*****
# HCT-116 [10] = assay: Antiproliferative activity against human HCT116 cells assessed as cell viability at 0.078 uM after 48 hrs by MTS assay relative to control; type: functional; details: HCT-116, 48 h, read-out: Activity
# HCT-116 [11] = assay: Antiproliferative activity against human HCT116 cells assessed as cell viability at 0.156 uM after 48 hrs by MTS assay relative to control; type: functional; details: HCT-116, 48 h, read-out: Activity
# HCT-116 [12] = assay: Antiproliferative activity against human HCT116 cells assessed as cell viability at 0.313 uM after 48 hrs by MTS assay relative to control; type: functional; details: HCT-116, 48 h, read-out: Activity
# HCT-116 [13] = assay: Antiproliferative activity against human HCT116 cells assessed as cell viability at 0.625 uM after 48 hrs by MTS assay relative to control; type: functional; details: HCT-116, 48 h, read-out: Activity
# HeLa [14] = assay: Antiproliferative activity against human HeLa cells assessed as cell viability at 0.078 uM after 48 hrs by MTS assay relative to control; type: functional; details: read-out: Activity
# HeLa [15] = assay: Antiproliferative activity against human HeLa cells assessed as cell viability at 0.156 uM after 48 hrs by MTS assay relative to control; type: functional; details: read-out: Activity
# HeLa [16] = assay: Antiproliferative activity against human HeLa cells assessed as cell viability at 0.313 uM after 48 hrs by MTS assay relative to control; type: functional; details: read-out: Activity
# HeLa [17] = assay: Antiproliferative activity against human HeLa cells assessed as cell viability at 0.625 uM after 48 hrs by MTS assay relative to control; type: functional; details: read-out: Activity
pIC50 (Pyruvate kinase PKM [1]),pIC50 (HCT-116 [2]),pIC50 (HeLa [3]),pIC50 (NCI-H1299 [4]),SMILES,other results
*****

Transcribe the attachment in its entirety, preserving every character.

# HCT-116 [10] = assay: Antiproliferative activity against human HCT116 cells assessed as cell viability at 0.078 uM after 48 hrs by MTS assay relative to control; type: functional; details: HCT-116, 48 h, read-out: Activity
# HCT-116 [11] = assay: Antiproliferative activity against human HCT116 cells assessed as cell viability at 0.156 uM after 48 hrs by MTS assay relative to control; type: functional; details: HCT-116, 48 h, read-out: Activity
# HCT-116 [12] = assay: Antiproliferative activity against human HCT116 cells assessed as cell viability at 0.313 uM after 48 hrs by MTS assay relative to control; type: functional; details: HCT-116, 48 h, read-out: Activity
# HCT-116 [13] = assay: Antiproliferative activity against human HCT116 cells assessed as cell viability at 0.625 uM after 48 hrs by MTS assay relative to control; type: functional; details: HCT-116, 48 h, read-out: Activity
# HeLa [14] = assay: Antiproliferative activity against human HeLa cells assessed as cell viability at 0.078 uM after 48 hrs by MTS assay relative to control; type: functional; details: read-out: Activity
# HeLa [15] = assay: Antiproliferative activity against human HeLa cells assessed as cell viability at 0.156 uM after 48 hrs by MTS assay relative to control; type: functional; details: read-out: Activity
# HeLa [16] = assay: Antiproliferative activity against human HeLa cells assessed as cell viability at 0.313 uM after 48 hrs by MTS assay relative to control; type: functional; details: read-out: Activity
# HeLa [17] = assay: Antiproliferative activity against human HeLa cells assessed as cell viability at 0.625 uM after 48 hrs by MTS assay relative to control; type: functional; details: read-out: Activity
pIC50 (Pyruvate kinase PKM [1]),pIC50 (HCT-116 [2]),pIC50 (HeLa [3]),pIC50 (NCI-H1299 [4]),SMILES,other results